Leaders, what does your hiring process look like?
In my experience it has evolved to include personality assessments, skills tests, a look at experience, aptitude tests, EQ scales, reaching out to references, and reviewing outcomes from previous interactions.
We do so much now to increase the likelihood that a new hire is the right hire. We put in weeks of time and effort to try and hedge making a poor hiring choice.
So, with all of this upfront investment in making a solid choice, why is it then that some of us make the mistake of thinking that we need to act as a corporate babysitter?
What is corporate babysitting?
Here are a few examples:
- It’s watching the clock to make sure that your employee is sitting at their desk for a specific number of hours each day.
- It’s monitoring or blocking access to social media and online interaction, or even reading new sites, while on ‘your’ time.
- It’s not allowing them to work from home or perform their duties remotely for fear that they will do something other than what you ‘think’ they should be doing.
It’s micro-managing these incredibly capable adults within an inch of their lives and creating an environment which says “If I can’t physically see you or control how to work, then I do not trust that you are able to deliver”.
You take the time to seek out and hire on the best talent you can afford, and then turn around and insist that they ask your permission to go to the dentist.
That, is corporate babysitting. And it is killing productivity, morale, and everyone’s ability to do great work.
This includes you!
If you were to calculate all of the time you would save, if you focused on your own job as opposed to how everyone else is doing theirs, imagine how much you could accomplish.
So, how do you move away from this burdensome behaviour, relieving both your workload and their resentment?
Hire great people. Then leave them alone.
Of course this doesn’t mean that you should do away with KPI’s or benchmarking, or that you should apply a sink or swim approach to leading your team.
But you do need to remember that you have hired some pretty awesome adults to contribute to the success of your organization.
Does it matter if they took a 90min lunch, but still execute on their objectives?
Does it detract in any way from productivity if they are working remotely and still getting things done?
Stop equating # of hours present to successful execution.
You provided an objective and a timeline for finishing something to your team.
You are there to support them when obstacles present themselves, and are available to give and receive feedback.
Yet, if your definition of a strong employee is tied to the number of hours that you can physically see them sitting at their desk, then you are behaving like a manager that does not trust them to deliver on their responsibilities.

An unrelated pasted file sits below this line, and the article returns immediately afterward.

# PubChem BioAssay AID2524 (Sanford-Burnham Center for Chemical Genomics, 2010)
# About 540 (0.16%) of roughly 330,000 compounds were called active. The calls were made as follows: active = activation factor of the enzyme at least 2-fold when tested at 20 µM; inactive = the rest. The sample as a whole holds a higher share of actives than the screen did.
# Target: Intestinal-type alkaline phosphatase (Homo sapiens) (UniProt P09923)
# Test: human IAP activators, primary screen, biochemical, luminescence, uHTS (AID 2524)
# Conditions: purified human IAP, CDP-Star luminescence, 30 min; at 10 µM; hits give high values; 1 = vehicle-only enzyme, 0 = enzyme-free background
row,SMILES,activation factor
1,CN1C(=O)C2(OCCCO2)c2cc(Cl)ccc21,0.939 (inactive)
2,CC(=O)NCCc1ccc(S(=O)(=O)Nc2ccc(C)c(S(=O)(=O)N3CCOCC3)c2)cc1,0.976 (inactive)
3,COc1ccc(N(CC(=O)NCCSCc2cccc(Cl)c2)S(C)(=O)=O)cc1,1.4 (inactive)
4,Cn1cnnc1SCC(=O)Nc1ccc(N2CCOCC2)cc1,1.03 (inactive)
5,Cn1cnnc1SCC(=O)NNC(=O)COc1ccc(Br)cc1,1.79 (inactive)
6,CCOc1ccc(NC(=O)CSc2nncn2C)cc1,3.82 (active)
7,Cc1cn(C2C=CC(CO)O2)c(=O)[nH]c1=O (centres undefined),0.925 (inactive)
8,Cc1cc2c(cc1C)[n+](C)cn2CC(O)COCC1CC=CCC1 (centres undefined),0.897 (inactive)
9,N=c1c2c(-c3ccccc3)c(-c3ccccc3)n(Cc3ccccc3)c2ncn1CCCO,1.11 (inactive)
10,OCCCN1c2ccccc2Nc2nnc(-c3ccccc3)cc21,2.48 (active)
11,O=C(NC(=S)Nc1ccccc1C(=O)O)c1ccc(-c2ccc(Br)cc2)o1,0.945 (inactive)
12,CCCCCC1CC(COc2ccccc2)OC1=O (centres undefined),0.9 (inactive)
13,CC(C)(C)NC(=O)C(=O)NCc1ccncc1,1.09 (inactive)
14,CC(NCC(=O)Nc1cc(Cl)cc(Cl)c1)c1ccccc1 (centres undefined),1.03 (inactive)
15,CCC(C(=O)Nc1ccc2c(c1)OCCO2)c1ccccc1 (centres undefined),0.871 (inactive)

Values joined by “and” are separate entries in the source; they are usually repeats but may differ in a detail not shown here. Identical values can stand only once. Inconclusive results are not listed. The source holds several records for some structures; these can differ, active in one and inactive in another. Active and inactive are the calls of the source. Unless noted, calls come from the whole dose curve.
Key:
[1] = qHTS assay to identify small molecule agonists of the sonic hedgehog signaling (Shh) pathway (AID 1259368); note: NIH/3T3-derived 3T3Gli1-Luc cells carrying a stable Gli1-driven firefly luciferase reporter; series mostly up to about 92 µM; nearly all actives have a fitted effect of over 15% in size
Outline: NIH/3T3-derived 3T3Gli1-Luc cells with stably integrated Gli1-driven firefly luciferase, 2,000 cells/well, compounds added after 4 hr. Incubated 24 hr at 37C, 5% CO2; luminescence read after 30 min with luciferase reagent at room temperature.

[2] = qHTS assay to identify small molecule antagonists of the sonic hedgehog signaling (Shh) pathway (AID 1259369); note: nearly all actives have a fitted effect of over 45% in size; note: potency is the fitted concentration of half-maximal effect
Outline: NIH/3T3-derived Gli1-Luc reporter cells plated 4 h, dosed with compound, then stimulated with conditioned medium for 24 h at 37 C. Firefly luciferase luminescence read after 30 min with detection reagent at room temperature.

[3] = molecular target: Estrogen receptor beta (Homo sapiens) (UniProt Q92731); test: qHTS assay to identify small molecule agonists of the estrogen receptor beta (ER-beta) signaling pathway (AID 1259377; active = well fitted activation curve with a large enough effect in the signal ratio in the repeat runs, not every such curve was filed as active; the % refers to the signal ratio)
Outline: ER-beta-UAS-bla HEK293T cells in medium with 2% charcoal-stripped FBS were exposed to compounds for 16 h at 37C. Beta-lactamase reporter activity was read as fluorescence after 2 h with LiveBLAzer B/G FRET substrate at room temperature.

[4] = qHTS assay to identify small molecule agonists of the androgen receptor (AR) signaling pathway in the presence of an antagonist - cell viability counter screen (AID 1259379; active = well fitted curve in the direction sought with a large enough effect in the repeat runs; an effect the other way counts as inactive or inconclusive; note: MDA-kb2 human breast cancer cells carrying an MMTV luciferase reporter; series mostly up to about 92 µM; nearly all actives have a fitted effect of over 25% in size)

Great employees are able to find creative and innovative ways to get the job done and on time.
This may take some individuals 90% of the time allotted, and for others it may take 30% of the time given.
Rather than punishing them for doing it effectively and efficiently, and insisting that they stay physically present until the very last second of the work day, why not reward them with the gift of self-monitoring.
When all is said and done, which outcome is important: the number of hours someone sat in the office, or the results?
Treat Your Employees Like the Adults They Are.
As an adult, when your parents start to ask questions about where you are going, what you are doing, how long you will be, insist you should go to bed earlier, say you’re working to much, that you need to eat better… we all have that feeling of, “Mom! I’m an adult, I got this!.”
Bring this mentality into the office and the same is true when you continually bombard your employees to provide you with every step they take throughout the day.
Your job is not to micro-manage every detail and every movement that your team members make.
You do not need to lay eyes on them, or chastise them for taking ‘too long’ to chat with a colleague, or try to control their to-do list.
Unless there is a delivery problem, or timelines are continually missed (at which point a conversation must be had), then let your team do what you have hired them to do.
It will open up the levels of trust, increase engagement, and show your employees that you know that they will deliver.
In fact, there is some great data that shows that this will even boost productivity. How about that?
Leaders are allergic to the idea of babysitting their teams, because they know that — just as they are able to perform without a corporate nanny— so are the adults working on their team.